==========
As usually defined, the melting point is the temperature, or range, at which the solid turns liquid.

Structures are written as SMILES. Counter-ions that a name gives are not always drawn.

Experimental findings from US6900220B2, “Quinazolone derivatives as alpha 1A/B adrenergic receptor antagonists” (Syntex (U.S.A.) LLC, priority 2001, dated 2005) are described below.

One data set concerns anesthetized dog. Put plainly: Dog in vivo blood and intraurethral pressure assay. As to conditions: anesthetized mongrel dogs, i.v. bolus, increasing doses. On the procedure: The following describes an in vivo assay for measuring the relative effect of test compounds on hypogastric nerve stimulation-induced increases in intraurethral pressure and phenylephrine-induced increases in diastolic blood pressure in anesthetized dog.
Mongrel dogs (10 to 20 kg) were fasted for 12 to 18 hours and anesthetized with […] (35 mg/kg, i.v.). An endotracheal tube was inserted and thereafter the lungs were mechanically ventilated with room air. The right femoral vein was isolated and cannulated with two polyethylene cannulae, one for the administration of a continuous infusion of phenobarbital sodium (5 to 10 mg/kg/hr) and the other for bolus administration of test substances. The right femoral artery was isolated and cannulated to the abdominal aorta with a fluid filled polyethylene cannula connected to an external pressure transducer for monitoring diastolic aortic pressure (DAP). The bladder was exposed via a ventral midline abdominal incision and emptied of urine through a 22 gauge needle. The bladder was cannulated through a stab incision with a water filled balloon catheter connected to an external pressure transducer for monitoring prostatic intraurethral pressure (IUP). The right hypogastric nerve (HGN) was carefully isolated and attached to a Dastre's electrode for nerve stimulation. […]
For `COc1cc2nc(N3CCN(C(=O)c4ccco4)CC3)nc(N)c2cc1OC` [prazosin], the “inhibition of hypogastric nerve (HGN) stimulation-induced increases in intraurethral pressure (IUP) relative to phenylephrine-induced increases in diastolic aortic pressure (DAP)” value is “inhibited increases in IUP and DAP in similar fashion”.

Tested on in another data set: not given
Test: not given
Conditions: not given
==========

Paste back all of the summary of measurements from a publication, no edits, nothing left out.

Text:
As usually defined, the melting point is the temperature, or range, at which the solid turns liquid.

Structures are written as SMILES. Counter-ions that a name gives are not always drawn.

Experimental findings from US6900220B2, “Quinazolone derivatives as alpha 1A/B adrenergic receptor antagonists” (Syntex (U.S.A.) LLC, priority 2001, dated 2005) are described below.

One data set concerns anesthetized dog. Put plainly: Dog in vivo blood and intraurethral pressure assay. As to conditions: anesthetized mongrel dogs, i.v. bolus, increasing doses. On the procedure: The following describes an in vivo assay for measuring the relative effect of test compounds on hypogastric nerve stimulation-induced increases in intraurethral pressure and phenylephrine-induced increases in diastolic blood pressure in anesthetized dog.
Mongrel dogs (10 to 20 kg) were fasted for 12 to 18 hours and anesthetized with […] (35 mg/kg, i.v.). An endotracheal tube was inserted and thereafter the lungs were mechanically ventilated with room air. The right femoral vein was isolated and cannulated with two polyethylene cannulae, one for the administration of a continuous infusion of phenobarbital sodium (5 to 10 mg/kg/hr) and the other for bolus administration of test substances. The right femoral artery was isolated and cannulated to the abdominal aorta with a fluid filled polyethylene cannula connected to an external pressure transducer for monitoring diastolic aortic pressure (DAP). The bladder was exposed via a ventral midline abdominal incision and emptied of urine through a 22 gauge needle. The bladder was cannulated through a stab incision with a water filled balloon catheter connected to an external pressure transducer for monitoring prostatic intraurethral pressure (IUP). The right hypogastric nerve (HGN) was carefully isolated and attached to a Dastre's electrode for nerve stimulation. […]
For `COc1cc2nc(N3CCN(C(=O)c4ccco4)CC3)nc(N)c2cc1OC` [prazosin], the “inhibition of hypogastric nerve (HGN) stimulation-induced increases in intraurethral pressure (IUP) relative to phenylephrine-induced increases in diastolic aortic pressure (DAP)” value is “inhibited increases in IUP and DAP in similar fashion”.

Tested on in another data set: not given
Test: not given
Conditions: not given